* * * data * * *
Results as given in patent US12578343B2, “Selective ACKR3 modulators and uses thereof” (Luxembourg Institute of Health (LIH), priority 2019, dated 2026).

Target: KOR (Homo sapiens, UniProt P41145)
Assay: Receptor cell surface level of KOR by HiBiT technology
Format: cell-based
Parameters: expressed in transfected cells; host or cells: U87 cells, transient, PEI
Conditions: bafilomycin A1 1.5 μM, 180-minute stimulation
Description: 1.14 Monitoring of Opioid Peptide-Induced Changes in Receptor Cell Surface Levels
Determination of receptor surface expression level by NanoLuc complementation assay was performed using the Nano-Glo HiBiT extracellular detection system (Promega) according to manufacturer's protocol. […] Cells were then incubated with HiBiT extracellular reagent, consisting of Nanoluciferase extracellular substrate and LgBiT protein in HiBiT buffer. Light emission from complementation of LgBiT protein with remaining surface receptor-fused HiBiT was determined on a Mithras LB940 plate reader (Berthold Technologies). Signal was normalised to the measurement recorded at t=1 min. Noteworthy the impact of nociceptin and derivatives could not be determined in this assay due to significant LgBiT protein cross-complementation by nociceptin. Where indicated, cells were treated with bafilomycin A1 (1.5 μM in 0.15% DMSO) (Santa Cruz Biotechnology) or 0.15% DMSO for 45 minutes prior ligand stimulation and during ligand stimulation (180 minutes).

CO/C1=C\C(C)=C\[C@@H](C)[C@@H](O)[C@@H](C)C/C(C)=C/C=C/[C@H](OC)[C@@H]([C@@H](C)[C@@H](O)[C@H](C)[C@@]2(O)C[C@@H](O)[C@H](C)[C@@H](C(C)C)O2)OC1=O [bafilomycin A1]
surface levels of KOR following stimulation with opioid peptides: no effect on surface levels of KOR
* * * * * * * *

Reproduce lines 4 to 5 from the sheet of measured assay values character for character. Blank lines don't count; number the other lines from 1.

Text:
Format: cell-based
Parameters: expressed in transfected cells; host or cells: U87 cells, transient, PEI